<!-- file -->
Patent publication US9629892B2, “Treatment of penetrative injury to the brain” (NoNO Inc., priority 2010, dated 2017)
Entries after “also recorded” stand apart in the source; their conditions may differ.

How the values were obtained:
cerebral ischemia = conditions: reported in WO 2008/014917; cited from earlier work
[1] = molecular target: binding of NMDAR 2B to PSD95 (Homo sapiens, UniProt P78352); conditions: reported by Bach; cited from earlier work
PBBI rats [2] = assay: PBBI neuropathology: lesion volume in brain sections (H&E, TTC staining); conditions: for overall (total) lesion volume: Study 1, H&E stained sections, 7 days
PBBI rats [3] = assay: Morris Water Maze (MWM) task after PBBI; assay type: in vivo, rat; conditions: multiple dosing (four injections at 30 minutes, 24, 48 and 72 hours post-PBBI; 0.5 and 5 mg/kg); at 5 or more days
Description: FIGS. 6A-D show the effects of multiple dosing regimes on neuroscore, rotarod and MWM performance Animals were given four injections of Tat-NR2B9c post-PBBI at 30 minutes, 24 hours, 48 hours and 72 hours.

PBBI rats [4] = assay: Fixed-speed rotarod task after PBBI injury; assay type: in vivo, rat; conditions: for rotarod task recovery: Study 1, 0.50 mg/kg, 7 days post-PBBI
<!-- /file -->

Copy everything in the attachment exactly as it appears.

Patent publication US9629892B2, “Treatment of penetrative injury to the brain” (NoNO Inc., priority 2010, dated 2017)
Entries after “also recorded” stand apart in the source; their conditions may differ.

How the values were obtained:
cerebral ischemia = conditions: reported in WO 2008/014917; cited from earlier work
[1] = molecular target: binding of NMDAR 2B to PSD95 (Homo sapiens, UniProt P78352); conditions: reported by Bach; cited from earlier work
PBBI rats [2] = assay: PBBI neuropathology: lesion volume in brain sections (H&E, TTC staining); conditions: for overall (total) lesion volume: Study 1, H&E stained sections, 7 days
PBBI rats [3] = assay: Morris Water Maze (MWM) task after PBBI; assay type: in vivo, rat; conditions: multiple dosing (four injections at 30 minutes, 24, 48 and 72 hours post-PBBI; 0.5 and 5 mg/kg); at 5 or more days
Description: FIGS. 6A-D show the effects of multiple dosing regimes on neuroscore, rotarod and MWM performance Animals were given four injections of Tat-NR2B9c post-PBBI at 30 minutes, 24 hours, 48 hours and 72 hours.

PBBI rats [4] = assay: Fixed-speed rotarod task after PBBI injury; assay type: in vivo, rat; conditions: for rotarod task recovery: Study 1, 0.50 mg/kg, 7 days post-PBBI